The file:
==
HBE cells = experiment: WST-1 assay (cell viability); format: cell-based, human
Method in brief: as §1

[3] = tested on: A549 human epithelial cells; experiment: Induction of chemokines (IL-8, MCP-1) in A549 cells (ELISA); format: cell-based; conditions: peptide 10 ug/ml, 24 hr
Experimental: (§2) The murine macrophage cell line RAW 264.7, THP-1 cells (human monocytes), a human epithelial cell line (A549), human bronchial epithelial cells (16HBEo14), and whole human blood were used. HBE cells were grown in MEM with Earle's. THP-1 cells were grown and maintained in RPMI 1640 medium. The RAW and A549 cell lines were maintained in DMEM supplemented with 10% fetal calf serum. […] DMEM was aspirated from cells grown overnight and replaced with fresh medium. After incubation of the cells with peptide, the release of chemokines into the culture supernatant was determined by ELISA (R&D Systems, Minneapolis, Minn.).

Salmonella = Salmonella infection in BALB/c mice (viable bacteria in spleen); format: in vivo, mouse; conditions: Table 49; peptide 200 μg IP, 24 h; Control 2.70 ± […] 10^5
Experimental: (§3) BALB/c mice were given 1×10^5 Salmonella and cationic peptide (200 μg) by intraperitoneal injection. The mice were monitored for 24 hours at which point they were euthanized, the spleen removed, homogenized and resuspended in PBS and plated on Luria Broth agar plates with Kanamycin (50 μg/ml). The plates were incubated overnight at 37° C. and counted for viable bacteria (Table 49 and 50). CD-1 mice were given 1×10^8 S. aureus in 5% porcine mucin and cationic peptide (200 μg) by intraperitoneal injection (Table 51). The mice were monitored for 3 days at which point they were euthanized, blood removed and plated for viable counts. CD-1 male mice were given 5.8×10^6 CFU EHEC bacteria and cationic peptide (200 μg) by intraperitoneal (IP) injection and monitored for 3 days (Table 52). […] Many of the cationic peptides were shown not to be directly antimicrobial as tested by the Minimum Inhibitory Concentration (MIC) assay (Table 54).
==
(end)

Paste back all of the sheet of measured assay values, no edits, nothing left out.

HBE cells = experiment: WST-1 assay (cell viability); format: cell-based, human
Method in brief: as §1

[3] = tested on: A549 human epithelial cells; experiment: Induction of chemokines (IL-8, MCP-1) in A549 cells (ELISA); format: cell-based; conditions: peptide 10 ug/ml, 24 hr
Experimental: (§2) The murine macrophage cell line RAW 264.7, THP-1 cells (human monocytes), a human epithelial cell line (A549), human bronchial epithelial cells (16HBEo14), and whole human blood were used. HBE cells were grown in MEM with Earle's. THP-1 cells were grown and maintained in RPMI 1640 medium. The RAW and A549 cell lines were maintained in DMEM supplemented with 10% fetal calf serum. […] DMEM was aspirated from cells grown overnight and replaced with fresh medium. After incubation of the cells with peptide, the release of chemokines into the culture supernatant was determined by ELISA (R&D Systems, Minneapolis, Minn.).

Salmonella = Salmonella infection in BALB/c mice (viable bacteria in spleen); format: in vivo, mouse; conditions: Table 49; peptide 200 μg IP, 24 h; Control 2.70 ± […] 10^5
Experimental: (§3) BALB/c mice were given 1×10^5 Salmonella and cationic peptide (200 μg) by intraperitoneal injection. The mice were monitored for 24 hours at which point they were euthanized, the spleen removed, homogenized and resuspended in PBS and plated on Luria Broth agar plates with Kanamycin (50 μg/ml). The plates were incubated overnight at 37° C. and counted for viable bacteria (Table 49 and 50). CD-1 mice were given 1×10^8 S. aureus in 5% porcine mucin and cationic peptide (200 μg) by intraperitoneal injection (Table 51). The mice were monitored for 3 days at which point they were euthanized, blood removed and plated for viable counts. CD-1 male mice were given 5.8×10^6 CFU EHEC bacteria and cationic peptide (200 μg) by intraperitoneal (IP) injection and monitored for 3 days (Table 52). […] Many of the cationic peptides were shown not to be directly antimicrobial as tested by the Minimum Inhibitory Concentration (MIC) assay (Table 54).